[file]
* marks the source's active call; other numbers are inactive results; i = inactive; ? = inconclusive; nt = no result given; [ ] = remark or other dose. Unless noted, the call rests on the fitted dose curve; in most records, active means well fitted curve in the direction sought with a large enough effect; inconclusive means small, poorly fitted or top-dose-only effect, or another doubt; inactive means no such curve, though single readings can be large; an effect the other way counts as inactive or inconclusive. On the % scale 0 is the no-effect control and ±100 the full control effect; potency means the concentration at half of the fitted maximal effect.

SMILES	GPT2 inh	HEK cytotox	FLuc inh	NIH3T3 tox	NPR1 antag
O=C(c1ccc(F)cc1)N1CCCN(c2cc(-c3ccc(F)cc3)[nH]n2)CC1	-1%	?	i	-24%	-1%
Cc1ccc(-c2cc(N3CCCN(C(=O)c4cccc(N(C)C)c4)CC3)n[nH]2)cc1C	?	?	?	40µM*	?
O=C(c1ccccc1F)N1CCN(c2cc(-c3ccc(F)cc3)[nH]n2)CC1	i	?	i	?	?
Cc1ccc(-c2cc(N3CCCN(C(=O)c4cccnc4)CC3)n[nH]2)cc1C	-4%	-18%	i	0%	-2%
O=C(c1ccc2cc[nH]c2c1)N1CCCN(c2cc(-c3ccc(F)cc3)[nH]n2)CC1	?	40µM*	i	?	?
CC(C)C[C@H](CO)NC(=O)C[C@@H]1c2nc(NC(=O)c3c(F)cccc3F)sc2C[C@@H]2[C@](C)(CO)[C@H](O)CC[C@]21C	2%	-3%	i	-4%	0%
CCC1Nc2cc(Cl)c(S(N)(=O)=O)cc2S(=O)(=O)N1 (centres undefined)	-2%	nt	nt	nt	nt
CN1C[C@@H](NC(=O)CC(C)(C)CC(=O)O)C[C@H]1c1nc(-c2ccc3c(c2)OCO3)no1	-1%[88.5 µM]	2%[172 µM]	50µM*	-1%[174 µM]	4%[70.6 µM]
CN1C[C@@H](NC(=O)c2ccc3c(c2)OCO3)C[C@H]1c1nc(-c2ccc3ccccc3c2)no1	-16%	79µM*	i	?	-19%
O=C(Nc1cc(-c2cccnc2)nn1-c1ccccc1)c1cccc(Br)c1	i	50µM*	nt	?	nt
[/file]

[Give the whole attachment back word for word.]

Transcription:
* marks the source's active call; other numbers are inactive results; i = inactive; ? = inconclusive; nt = no result given; [ ] = remark or other dose. Unless noted, the call rests on the fitted dose curve; in most records, active means well fitted curve in the direction sought with a large enough effect; inconclusive means small, poorly fitted or top-dose-only effect, or another doubt; inactive means no such curve, though single readings can be large; an effect the other way counts as inactive or inconclusive. On the % scale 0 is the no-effect control and ±100 the full control effect; potency means the concentration at half of the fitted maximal effect.

SMILES	GPT2 inh	HEK cytotox	FLuc inh	NIH3T3 tox	NPR1 antag
O=C(c1ccc(F)cc1)N1CCCN(c2cc(-c3ccc(F)cc3)[nH]n2)CC1	-1%	?	i	-24%	-1%
Cc1ccc(-c2cc(N3CCCN(C(=O)c4cccc(N(C)C)c4)CC3)n[nH]2)cc1C	?	?	?	40µM*	?
O=C(c1ccccc1F)N1CCN(c2cc(-c3ccc(F)cc3)[nH]n2)CC1	i	?	i	?	?
Cc1ccc(-c2cc(N3CCCN(C(=O)c4cccnc4)CC3)n[nH]2)cc1C	-4%	-18%	i	0%	-2%
O=C(c1ccc2cc[nH]c2c1)N1CCCN(c2cc(-c3ccc(F)cc3)[nH]n2)CC1	?	40µM*	i	?	?
CC(C)C[C@H](CO)NC(=O)C[C@@H]1c2nc(NC(=O)c3c(F)cccc3F)sc2C[C@@H]2[C@](C)(CO)[C@H](O)CC[C@]21C	2%	-3%	i	-4%	0%
CCC1Nc2cc(Cl)c(S(N)(=O)=O)cc2S(=O)(=O)N1 (centres undefined)	-2%	nt	nt	nt	nt
CN1C[C@@H](NC(=O)CC(C)(C)CC(=O)O)C[C@H]1c1nc(-c2ccc3c(c2)OCO3)no1	-1%[88.5 µM]	2%[172 µM]	50µM*	-1%[174 µM]	4%[70.6 µM]
CN1C[C@@H](NC(=O)c2ccc3c(c2)OCO3)C[C@H]1c1nc(-c2ccc3ccccc3c2)no1	-16%	79µM*	i	?	-19%
O=C(Nc1cc(-c2cccnc2)nn1-c1ccccc1)c1cccc(Br)c1	i	50µM*	nt	?	nt